"Only those who risk going too far can possibly find out how far they can go."
People are willing to take a chance in order to get what they want out of life.
But even among those who have taken the plunge, there are varying degrees of tolerance for risk. Some are happy to fly by the seat of their pants. Others are extremely conservative. Both of these extremes can get us in trouble.
Those who blindly take risks are much like compulsive gamblers who spend all their time and money in a casino. They might strike it lucky on occasion, but more often than not, they lose big. And what they gain when they get lucky isn't enough to offset their massive losses.
Ultra-conservative types tend to fare even worse. They shy away from anything that entails the slightest bit of risk, hoping to hold onto what they have. While they rarely experience any losses, they have no chance of making significant gains.
Fortunately, most of us fall somewhere between these two extremes. Smart people know how to analyze risks and steer clear of those that are unlikely to work out in their favor, yet they realize that some risk is essential if they want to get ahead.
But the successful investor does not take risks like that. He carefully considers the risk versus the potential benefit. He weighs the probability of things turning out favorably versus disaster. He makes an educated guess at how it will work out, evaluates the consequences he will face if it doesn't, and he bases his decision on that. In other words, he looks before he leaps.
One of the keys to determining which risks to take knows what you can realistically afford to lose. This is something that those with an intense fear of risk have trouble with. They either believe that they cannot afford to lose anything, or they convince themselves that they stand to lose a lot more than they really do. The intelligent risk taker, on the other hand, takes the time to assess how much time, money and energy he can reasonably part with. If the amount risked is less than that, and the reward is worthwhile, he moves forward.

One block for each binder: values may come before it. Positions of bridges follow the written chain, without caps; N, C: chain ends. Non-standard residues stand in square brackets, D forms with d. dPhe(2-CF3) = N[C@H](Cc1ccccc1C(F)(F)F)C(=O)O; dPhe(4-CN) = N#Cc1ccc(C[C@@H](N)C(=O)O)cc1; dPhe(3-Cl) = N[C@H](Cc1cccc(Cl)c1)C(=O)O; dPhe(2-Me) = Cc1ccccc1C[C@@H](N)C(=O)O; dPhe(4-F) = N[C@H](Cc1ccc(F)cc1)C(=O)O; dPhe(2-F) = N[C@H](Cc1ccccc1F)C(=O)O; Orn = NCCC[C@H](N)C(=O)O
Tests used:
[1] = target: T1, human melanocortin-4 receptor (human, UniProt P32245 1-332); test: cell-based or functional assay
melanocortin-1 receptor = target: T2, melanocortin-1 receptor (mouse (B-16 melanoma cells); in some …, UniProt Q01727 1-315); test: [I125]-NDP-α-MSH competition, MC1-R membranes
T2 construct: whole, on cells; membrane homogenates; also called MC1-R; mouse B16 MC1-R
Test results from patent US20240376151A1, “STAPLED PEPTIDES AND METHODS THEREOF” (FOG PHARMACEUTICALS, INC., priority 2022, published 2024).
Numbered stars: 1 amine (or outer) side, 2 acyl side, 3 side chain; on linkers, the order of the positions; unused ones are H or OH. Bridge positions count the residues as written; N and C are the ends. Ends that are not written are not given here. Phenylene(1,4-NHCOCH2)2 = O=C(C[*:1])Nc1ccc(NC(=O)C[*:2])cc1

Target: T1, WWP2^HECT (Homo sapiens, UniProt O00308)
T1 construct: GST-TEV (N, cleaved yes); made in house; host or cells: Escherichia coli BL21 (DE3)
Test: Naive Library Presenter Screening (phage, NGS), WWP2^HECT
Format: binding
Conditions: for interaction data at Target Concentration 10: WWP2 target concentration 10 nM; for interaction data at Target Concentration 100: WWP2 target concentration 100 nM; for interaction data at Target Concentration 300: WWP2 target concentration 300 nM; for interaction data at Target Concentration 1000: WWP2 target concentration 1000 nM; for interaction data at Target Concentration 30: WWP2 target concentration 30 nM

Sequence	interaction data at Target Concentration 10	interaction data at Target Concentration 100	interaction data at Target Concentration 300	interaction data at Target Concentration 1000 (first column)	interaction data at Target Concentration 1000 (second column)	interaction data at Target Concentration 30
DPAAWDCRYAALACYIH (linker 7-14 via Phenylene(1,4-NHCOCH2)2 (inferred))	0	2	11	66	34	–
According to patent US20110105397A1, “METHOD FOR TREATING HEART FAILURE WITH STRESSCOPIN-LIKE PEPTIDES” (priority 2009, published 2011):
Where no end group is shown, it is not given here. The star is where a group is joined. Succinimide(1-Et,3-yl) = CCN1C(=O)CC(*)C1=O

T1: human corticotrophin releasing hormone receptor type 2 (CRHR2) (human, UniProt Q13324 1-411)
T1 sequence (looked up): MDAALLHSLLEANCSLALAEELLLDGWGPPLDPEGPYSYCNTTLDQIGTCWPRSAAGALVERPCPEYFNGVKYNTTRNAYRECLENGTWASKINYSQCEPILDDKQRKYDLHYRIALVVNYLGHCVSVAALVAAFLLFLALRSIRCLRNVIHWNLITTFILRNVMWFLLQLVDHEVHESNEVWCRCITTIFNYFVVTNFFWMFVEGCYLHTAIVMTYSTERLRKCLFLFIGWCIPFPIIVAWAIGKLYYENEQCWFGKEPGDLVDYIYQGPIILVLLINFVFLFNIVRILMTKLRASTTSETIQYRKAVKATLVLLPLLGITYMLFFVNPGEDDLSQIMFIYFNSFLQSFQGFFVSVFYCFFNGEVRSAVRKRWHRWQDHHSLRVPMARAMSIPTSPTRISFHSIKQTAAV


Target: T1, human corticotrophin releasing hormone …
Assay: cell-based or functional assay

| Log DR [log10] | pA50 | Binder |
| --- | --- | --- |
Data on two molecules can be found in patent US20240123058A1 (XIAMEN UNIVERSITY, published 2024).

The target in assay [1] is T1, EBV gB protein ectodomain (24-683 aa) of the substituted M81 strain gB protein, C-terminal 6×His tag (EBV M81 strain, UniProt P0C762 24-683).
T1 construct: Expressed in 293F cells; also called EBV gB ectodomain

A risk wouldn't be a risk without the chance of failure. But if there's also a reasonable chance of success, it is worth considering.
Overcoming Your Fear of Risk:
Starting small is a good way to chip away at your fears. Maybe you could take a small risk that doesn't put money you already have at stake .These changes could result in higher, lower or unchanged profits. But as long as you monitor your results closely and reverse the changes if profits decrease significantly, there's no way you can lose much.
Keep taking these small risks until you've achieved some success. Then move on to progressively larger ones. This will boost your confidence in your decisions and show you that taking risks can work out to your advantage.
Putting the things we've worked hard for on the line is a scary proposition. But if you want to keep building on what you've got, a certain amount of risk is necessary. Not every investment will work out in your favor. But if you make educated decisions, your successes will outweigh your failures.
Sr Vice President & Head Equities.
wiTdom investment advisory.